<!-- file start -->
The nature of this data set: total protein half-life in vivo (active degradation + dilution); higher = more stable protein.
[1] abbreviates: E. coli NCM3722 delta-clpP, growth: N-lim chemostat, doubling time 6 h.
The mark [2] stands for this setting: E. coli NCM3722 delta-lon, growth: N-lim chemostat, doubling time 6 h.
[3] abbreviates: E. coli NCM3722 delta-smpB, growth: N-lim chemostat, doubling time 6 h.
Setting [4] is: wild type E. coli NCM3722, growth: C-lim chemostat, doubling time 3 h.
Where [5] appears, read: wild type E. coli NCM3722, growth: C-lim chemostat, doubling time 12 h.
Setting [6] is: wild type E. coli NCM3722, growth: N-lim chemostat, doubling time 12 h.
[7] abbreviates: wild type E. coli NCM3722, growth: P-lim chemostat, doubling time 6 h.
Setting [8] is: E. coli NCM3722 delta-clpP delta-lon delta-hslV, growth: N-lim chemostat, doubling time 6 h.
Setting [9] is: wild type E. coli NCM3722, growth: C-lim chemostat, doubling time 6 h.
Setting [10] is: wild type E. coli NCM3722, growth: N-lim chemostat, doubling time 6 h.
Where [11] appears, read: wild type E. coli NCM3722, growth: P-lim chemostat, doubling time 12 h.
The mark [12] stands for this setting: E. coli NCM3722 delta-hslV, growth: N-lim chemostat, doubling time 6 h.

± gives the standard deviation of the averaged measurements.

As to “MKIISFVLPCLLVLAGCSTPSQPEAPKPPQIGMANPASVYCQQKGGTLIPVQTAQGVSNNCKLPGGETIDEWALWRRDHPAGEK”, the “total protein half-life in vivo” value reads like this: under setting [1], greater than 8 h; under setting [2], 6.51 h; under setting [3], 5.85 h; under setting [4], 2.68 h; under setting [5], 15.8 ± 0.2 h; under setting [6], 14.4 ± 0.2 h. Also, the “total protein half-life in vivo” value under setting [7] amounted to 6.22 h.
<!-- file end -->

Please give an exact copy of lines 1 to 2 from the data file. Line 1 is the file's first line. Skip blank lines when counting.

The nature of this data set: total protein half-life in vivo (active degradation + dilution); higher = more stable protein.
[1] abbreviates: E. coli NCM3722 delta-clpP, growth: N-lim chemostat, doubling time 6 h.